ATLANTA --- Four Georgia inmates said in a federal lawsuit Tuesday that they were brutally beaten by prison guards while handcuffed, an allegation that spurred prisoners last year to plan a statewide protest seeking better work and living conditions.
The lawsuit filed by the Southern Center for Human Rights claims the attacks took place in August 2010 by officers at Hays State Prison in northwest Georgia. It asks a judge to end the "pattern and practice of using excessive and retaliatory force" against inmates.
"Physical abuse against prisoners cannot be tolerated in a civilized society," said Atteeyah Hollie, an attorney with the center. The lawsuit was also filed by Atlanta law firm Hunton & Williams.
The Georgia Department of Corrections said it has yet to receive the complaint and wouldn't comment further.
The alleged abuse against inmates Miracle Nwakanma, Cornelius Spencer, Eric Towns and Gregory Haines was part of a list of complaints that prodded prisoners to coordinate a strike in December seeking better conditions.
Inmates said they wouldn't perform chores, work for the department's industrial arm or shop at prison stores until their demands were met. Prison officials locked down Hays and three other prisons for about a week after learning about the plans.
The four inmates say they were attacked about 2 p.m. after guards ordered a lockdown of the prison amid unrest in another part of the facility.
Haines said he was led in handcuffs to a shower, shoved onto his knees and elbowed and punched by guards. Towns said he was kicked in the head and smashed with a baton, while Spencer said he was punched, kicked and stomped on after he told an officer, "I ain't did nothing." He said the officer responded: "You ain't felt nothing yet."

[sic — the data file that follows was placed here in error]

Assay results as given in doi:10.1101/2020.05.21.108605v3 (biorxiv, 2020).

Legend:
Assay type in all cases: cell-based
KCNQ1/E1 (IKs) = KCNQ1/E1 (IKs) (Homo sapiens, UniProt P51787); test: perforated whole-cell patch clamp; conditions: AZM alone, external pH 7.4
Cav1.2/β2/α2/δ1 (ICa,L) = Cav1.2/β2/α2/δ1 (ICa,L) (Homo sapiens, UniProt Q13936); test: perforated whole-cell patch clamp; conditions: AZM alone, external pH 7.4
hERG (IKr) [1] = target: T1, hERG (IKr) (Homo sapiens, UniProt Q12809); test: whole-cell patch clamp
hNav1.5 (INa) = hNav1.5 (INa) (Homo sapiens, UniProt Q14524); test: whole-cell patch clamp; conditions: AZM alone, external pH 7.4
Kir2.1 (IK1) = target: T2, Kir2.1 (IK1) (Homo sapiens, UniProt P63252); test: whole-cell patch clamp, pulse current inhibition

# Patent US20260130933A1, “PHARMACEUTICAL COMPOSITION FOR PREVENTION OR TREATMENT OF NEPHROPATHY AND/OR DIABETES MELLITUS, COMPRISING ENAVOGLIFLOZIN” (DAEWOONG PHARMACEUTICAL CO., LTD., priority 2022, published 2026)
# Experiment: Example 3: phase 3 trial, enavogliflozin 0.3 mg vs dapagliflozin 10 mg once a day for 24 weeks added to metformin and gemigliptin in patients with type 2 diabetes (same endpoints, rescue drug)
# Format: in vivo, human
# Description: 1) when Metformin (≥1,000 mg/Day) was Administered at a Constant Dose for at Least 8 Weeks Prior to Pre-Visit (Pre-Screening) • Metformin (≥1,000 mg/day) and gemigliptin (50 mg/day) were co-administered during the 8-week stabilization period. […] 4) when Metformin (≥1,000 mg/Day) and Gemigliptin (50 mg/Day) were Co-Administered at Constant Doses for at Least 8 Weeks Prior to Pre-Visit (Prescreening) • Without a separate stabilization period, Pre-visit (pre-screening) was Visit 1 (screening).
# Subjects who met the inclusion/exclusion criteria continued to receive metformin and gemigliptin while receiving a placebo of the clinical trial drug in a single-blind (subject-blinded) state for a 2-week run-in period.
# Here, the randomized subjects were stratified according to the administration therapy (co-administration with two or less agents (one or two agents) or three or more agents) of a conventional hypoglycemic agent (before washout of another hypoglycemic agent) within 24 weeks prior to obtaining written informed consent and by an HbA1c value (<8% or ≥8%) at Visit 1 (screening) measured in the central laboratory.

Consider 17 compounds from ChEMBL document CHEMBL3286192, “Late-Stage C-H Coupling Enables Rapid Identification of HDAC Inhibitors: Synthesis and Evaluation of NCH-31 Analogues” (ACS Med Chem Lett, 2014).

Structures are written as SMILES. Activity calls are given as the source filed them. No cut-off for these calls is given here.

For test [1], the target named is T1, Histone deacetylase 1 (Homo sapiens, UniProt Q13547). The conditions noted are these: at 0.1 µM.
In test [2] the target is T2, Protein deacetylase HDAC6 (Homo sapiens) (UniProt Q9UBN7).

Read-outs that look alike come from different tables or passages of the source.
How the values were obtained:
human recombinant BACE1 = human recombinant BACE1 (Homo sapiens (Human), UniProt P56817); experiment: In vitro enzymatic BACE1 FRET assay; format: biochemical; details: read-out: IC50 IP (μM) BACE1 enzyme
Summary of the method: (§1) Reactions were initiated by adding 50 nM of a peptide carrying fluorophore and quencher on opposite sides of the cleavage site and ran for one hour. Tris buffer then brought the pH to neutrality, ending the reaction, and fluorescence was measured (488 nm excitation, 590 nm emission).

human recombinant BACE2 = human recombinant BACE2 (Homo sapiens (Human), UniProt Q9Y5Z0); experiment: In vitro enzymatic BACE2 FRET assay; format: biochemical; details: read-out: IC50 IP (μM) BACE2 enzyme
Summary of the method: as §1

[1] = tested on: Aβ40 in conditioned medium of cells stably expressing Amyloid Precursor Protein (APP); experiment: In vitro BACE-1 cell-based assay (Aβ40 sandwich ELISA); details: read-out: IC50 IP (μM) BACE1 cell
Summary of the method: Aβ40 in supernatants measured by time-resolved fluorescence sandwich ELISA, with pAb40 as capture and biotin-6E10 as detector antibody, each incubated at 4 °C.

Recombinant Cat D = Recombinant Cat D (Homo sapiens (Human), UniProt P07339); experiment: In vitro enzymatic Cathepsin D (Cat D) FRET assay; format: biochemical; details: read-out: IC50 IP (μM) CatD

Nwakanma appeared to get the worst of it, according to the lawsuit.
He says officers handcuffed him while he was in an exercise cage and struck him in the back of his head with a baton, then punched until he fell to his knees. He said an officer then kicked him so hard that his teeth splintered. One of the officers, he said, told Nwakanma he would send a card to his mother saying "her son ain't coming home" before the inmate lost consciousness.
Nwakanma suffered a fractured jaw, a broken toe and possible brain damage, and oral surgery was later required to repair the damage to his face, according to the lawsuit.
It is the second time the center's attorneys have sued Hays State Prison officials over allegations that guards assaulted inmates. The center settled a civil rights lawsuit in 1997 on behalf of 14 men who claimed they were subjected to unprovoked beatings at the facility.